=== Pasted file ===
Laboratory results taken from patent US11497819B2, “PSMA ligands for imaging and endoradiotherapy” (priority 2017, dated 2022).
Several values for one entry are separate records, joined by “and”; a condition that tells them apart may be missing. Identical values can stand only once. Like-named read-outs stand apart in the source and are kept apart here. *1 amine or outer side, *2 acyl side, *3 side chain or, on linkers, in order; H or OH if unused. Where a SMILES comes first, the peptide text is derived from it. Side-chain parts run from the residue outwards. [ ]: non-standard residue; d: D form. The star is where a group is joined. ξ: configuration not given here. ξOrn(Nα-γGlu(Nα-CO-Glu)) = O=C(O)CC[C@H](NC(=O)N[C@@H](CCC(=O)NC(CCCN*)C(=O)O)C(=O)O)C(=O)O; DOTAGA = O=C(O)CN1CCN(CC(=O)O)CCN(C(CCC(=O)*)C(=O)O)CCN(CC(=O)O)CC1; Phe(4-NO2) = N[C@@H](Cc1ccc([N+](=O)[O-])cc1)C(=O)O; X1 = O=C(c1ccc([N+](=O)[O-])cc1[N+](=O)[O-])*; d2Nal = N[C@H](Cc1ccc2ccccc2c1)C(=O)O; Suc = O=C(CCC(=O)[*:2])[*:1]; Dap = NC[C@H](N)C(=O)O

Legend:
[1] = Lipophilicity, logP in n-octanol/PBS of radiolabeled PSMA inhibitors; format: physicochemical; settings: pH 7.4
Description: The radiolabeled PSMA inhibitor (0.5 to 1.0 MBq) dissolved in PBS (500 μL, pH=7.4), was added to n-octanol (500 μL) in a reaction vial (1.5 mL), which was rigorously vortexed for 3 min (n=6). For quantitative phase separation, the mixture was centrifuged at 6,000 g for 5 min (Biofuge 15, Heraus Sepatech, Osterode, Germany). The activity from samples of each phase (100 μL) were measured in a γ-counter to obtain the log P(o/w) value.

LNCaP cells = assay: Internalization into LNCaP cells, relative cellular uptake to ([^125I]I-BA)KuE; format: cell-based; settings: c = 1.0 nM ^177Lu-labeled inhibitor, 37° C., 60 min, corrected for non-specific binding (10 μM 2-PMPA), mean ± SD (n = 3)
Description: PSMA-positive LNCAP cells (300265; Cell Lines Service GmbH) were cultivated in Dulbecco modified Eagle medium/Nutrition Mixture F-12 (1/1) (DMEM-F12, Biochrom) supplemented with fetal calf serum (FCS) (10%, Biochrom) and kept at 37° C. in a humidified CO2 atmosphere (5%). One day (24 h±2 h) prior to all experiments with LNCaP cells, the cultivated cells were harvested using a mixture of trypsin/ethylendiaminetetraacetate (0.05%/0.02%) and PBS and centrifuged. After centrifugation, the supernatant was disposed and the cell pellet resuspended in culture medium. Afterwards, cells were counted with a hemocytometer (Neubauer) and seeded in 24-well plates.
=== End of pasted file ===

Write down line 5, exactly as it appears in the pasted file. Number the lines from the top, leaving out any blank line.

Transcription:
Description: The radiolabeled PSMA inhibitor (0.5 to 1.0 MBq) dissolved in PBS (500 μL, pH=7.4), was added to n-octanol (500 μL) in a reaction vial (1.5 mL), which was rigorously vortexed for 3 min (n=6). For quantitative phase separation, the mixture was centrifuged at 6,000 g for 5 min (Biofuge 15, Heraus Sepatech, Osterode, Germany). The activity from samples of each phase (100 μL) were measured in a γ-counter to obtain the log P(o/w) value.